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Projection bias — How it affects us in our daily lives and influence our design decisions

Parul Gupta
Parul Gupta
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“I will always be an early person”, (But Present ‘You’ is the night owl) “I will never eat late hours” (Your future self now can’t control eating late night) “I will get married only to you” (Many of you did not) “Ginny will also like Caramel Cake because I do, it is a wonderful flavour” ( Ginny just tasted the cake & gave it away) “I invite you all to my party, where we will play cards, watch FIFA together, eat pizzas & get drunk” (& then very few invitees show up) Relatable Enough??? We believe that we will share the same preferences as in present with our future self. Also, that other people share the same beliefs or views as we do. But that is not true. Let’s understand why!

What is Projection Bias?

We assume that others share the same thinking pattern, attitudes & beliefs as we do & we inadvertently push our views on others.

The tendency to confidently assume that others share our thinking pattern, attitudes and beliefs is known as Projection Bias. — By Charles Holm (In his book, The 25 Cognitive Biases — Uncovering the myth of Rational Thinking)
A related effect known as the false-consensus bias takes this tendency a step further making us believe others ‘agree’ with our views as well.

We assume that our habits & preferences will stay consistent & the same over time.

The projection bias is the tendency to project current preferences into the future as if future tastes will match current ones — (Loewenstein, O’Donoghue, and Rabin 2003).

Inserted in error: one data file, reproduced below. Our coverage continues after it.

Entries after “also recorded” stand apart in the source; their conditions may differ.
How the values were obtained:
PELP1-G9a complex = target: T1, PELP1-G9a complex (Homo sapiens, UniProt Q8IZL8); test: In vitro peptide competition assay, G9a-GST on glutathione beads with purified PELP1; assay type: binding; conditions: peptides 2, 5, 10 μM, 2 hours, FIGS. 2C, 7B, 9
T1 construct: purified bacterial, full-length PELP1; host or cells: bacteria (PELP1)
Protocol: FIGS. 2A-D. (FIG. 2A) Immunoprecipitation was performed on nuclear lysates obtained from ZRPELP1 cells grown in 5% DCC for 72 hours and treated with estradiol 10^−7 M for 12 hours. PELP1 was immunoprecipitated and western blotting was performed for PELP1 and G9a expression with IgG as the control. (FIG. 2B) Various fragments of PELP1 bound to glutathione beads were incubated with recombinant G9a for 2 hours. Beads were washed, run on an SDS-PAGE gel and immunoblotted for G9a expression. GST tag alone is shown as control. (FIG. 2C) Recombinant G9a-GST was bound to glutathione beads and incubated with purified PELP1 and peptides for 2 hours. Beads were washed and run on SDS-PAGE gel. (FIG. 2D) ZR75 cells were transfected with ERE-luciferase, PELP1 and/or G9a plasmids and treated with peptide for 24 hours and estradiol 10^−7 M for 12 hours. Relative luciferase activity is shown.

How does Projection Bias affect us in our Daily Life

There have been moments in our lives when it becomes important to make a decision for the future. And we don’t always make the best decision. But Why? It is mostly because of our inability to place ourselves in the emotional state of our future self and thus, we end up taking decision based on our current emotional state. This is also called “Empathy Gap” where people underestimate the influence of visceral states (e.g. being angry, in pain, or hungry) on their behaviour or preferences (Loewenstein, 2005) and overestimate the Intellectual influence of Decision-Making. Projection bias becomes a problem when we let decisions made in present according to our current taste & preferences which affect our future goals and long-term habits. When ordering food at the beginning of a meal, people must predict how hungry they will be at the end of the meal. Projection Bias can cause people to order too much food at the beginning of meals (Loewenstein, 2005)
When making winter vacation plans during the heat of summer, people must predict what vacations will be most enjoyable during the cold of winter. Projection bias may cause people making winter vacation plans in the summers to choose overly cold destinations When contemplating smoking cigarettes or indulging in other habit-forming substances, people must predict how this consumption will affect their future desire for and enjoyment of these substances. Projection Bias can cause people unaddicted to cigarettes to underestimate the power of and drawbacks of addiction. (Loewenstein, 2005)

Projection bias can ruin our Consumption Habits

We sometimes make decisions that satisfy current desires or emotional states, instead of trying to do things that will serve our long-term goals. For example, because it is a struggle to empathize with your future selves, you might find yourself gulping a chocolate cake when you are hungry rather than going for a healthy salad. Your immediate cravings and desire to satisfy your current emotional state override the long-term goals that would satisfy your health-related long-term goals. Projection bias and Irrational Grocery Shopping: An example of this you can totally relate to is Grocery shopping. If you go grocery shopping on an empty stomach, you tend to buy more food than actually is needed, and you may also end up buying unnecessary food to satiate the hunger that may not be even there in future. So you will realize that your Projection bias has caused either overeating or wasting food or burden on your wallet.